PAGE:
Alert Sign Dear reader, online ads enable us to deliver the journalism you value. Please support us by taking a moment to turn off Adblock on

Alert Sign Dear reader, please upgrade to the latest version of IE to have a better reading experience


An evening of dramatic reading

Dramatic readings of "Nazzara Darmayan Hai" at T2F.–Photo by White Star

KARACHI: Reading a piece of fiction in front of a discerning audience is never an easy undertaking. For the reader has to be cognizant not just of the textual subtleties but also be wary of linguistic nuances.

Qurutulain Hyder is a legendary Urdu fiction writer. The dramatic reading of her short story ‘Nazzara Darmayan Hai’ by Zambeel Dramatic Readings at T2F on Saturday evening was a well-received effort. Prior to the reading, writer and critic Asif Farrukhi provided the audience with a brief background of Qurutulain Hyder and her writings.

He said the writer left an indelible mark on the world of Urdu fiction in the latter half of the 20th century. She was a symbol of cultural refinement who set very high literary standards. He claimed Hyder had enriched and expanded the scope of Urdu fiction with her powerful and effective narrative.

Farrukhi told the audience that Hyder’s writings could be likened to aag [fire] or a vast ocean. He said fire was a constant metaphor in her creative endeavours, which is why her novel ‘Aag Ka Darya’ [River of Fire] was her most notable work.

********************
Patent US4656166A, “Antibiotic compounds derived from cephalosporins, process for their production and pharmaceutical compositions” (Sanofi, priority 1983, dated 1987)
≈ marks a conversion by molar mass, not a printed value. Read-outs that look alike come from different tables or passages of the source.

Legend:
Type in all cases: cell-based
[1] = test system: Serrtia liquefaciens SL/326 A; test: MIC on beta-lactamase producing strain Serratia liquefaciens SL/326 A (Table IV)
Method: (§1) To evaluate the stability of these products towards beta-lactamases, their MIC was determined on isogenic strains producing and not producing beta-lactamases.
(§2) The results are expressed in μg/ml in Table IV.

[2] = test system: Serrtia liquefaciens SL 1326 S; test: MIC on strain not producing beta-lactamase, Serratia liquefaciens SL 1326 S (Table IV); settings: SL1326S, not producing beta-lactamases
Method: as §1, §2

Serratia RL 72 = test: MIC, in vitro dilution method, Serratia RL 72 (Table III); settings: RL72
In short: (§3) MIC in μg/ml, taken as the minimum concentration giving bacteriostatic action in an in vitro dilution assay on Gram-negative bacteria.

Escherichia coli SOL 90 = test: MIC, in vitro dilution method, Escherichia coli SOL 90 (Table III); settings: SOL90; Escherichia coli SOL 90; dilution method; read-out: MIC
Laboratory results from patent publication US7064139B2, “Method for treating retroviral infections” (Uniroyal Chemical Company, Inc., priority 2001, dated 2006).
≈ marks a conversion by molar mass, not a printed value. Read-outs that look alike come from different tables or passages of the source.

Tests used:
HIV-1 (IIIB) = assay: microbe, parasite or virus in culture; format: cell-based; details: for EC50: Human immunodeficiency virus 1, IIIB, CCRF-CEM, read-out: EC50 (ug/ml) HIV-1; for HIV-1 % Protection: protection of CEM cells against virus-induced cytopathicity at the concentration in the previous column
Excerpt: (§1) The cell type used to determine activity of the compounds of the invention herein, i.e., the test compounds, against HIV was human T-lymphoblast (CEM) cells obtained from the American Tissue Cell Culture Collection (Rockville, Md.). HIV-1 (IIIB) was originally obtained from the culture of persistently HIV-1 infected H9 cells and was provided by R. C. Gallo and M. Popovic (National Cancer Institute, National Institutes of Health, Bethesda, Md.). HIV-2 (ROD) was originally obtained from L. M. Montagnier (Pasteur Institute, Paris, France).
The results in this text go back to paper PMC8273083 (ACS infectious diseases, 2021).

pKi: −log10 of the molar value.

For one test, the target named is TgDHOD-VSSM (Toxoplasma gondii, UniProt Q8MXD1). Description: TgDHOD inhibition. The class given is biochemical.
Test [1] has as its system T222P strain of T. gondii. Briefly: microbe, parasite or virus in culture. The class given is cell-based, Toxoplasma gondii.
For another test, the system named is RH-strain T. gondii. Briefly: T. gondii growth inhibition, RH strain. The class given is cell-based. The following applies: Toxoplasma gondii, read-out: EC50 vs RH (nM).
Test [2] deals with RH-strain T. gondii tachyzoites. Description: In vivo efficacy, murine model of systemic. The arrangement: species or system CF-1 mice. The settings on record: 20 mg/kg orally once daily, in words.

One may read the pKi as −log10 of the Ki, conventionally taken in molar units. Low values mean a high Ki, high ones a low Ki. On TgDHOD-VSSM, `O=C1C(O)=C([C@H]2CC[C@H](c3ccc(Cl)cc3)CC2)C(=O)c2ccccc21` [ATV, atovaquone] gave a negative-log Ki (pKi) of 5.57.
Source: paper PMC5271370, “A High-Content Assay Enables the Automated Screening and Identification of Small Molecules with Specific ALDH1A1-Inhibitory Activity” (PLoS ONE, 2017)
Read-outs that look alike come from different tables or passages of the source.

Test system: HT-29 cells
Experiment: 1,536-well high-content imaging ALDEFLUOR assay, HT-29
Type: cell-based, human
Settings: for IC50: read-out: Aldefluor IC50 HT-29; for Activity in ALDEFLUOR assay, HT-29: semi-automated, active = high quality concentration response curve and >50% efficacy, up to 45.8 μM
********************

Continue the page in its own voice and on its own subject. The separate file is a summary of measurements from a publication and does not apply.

He narrated a few anecdotes delineating Ms Hyder’s personality. When once he [Farrukhi] penned a riposte to a critic’s piece who had criticised her work, she called him up and said he should not have done so and it should have been left unanswered. She taunted him saying that he had done something which made him fall into the Triple M category [Muslim, middleclass, male].

Farrukhi said Ms Hyder’s short stories were trend-setters. Reading them amazed the reader and ‘Nazzara Darmayan Hai’ was one such story which she wrote when she stayed in Bombay for a short period.

After that the three artists of the Zambeel Dramatic Readings presented the story.

It opens with the description of a housemaid Tara Bai [who couldn’t see when she was young]. It is basically the tale of a young man, Khurshid Alam, who while in Paris falls for a Parsi girl, Peroja Dastoor. He plays the violin nonprofessionally. When he returns to India he gets entangled in an unavoidable situation and becomes affianced to Almas Begum, the daughter of a businessman. He remains perturbed in the heart of his hearts for he likes Peroja.

Peroja, who has beautiful eyes and can play the piano, is oblivious to the scenario and is still waiting for Khurshid so that they can spend the rest of their lives together. Almas Begum bumps into her at a gathering and discovers that Khurshid and Peroja were romantically involved in Paris. She, like a possessive woman, makes Peroja aware of the situation in a roundabout way and keeps her away from Khurshid.

This turns the young Parsi girl into a despondent person. She falls ill and passes away. In the end, in a dramatic twist, Khurshid and Almas find out that before dying Peroja had donated her eyes, and a doctor friend of the family through the cornea transplant process used them for Tara Bai so that she could see the world.

The three artists [Mahvash Faruqi, Asma Mundrawala and Saife Hasan] did a fine job. The only thing that they faltered in, besides a couple of fumbles, was the Urdu accent of the Parsi girl. They made her sound like a westerner.

The event was organised to mark the completion of one year of Zambeel Dramatic Reading.